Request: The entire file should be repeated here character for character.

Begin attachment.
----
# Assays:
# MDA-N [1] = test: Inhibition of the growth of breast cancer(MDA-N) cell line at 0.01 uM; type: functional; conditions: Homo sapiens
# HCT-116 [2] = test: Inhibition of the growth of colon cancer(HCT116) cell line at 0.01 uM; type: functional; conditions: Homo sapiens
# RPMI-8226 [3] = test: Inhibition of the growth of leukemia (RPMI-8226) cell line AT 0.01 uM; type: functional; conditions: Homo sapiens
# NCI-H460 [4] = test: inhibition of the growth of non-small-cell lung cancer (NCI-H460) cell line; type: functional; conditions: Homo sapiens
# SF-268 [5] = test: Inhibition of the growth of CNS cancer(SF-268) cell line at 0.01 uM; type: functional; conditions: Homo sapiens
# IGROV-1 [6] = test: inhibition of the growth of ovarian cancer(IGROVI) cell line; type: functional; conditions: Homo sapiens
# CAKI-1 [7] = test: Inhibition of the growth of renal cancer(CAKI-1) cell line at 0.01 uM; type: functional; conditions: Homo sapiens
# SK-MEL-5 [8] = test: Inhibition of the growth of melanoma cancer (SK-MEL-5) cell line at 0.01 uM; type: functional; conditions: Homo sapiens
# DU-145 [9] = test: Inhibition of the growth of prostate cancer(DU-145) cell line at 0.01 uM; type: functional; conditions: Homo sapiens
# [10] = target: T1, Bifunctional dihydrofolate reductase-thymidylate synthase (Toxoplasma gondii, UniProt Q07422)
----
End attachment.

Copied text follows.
# Assays:
# MDA-N [1] = test: Inhibition of the growth of breast cancer(MDA-N) cell line at 0.01 uM; type: functional; conditions: Homo sapiens
# HCT-116 [2] = test: Inhibition of the growth of colon cancer(HCT116) cell line at 0.01 uM; type: functional; conditions: Homo sapiens
# RPMI-8226 [3] = test: Inhibition of the growth of leukemia (RPMI-8226) cell line AT 0.01 uM; type: functional; conditions: Homo sapiens
# NCI-H460 [4] = test: inhibition of the growth of non-small-cell lung cancer (NCI-H460) cell line; type: functional; conditions: Homo sapiens
# SF-268 [5] = test: Inhibition of the growth of CNS cancer(SF-268) cell line at 0.01 uM; type: functional; conditions: Homo sapiens
# IGROV-1 [6] = test: inhibition of the growth of ovarian cancer(IGROVI) cell line; type: functional; conditions: Homo sapiens
# CAKI-1 [7] = test: Inhibition of the growth of renal cancer(CAKI-1) cell line at 0.01 uM; type: functional; conditions: Homo sapiens
# SK-MEL-5 [8] = test: Inhibition of the growth of melanoma cancer (SK-MEL-5) cell line at 0.01 uM; type: functional; conditions: Homo sapiens
# DU-145 [9] = test: Inhibition of the growth of prostate cancer(DU-145) cell line at 0.01 uM; type: functional; conditions: Homo sapiens
# [10] = target: T1, Bifunctional dihydrofolate reductase-thymidylate synthase (Toxoplasma gondii, UniProt Q07422)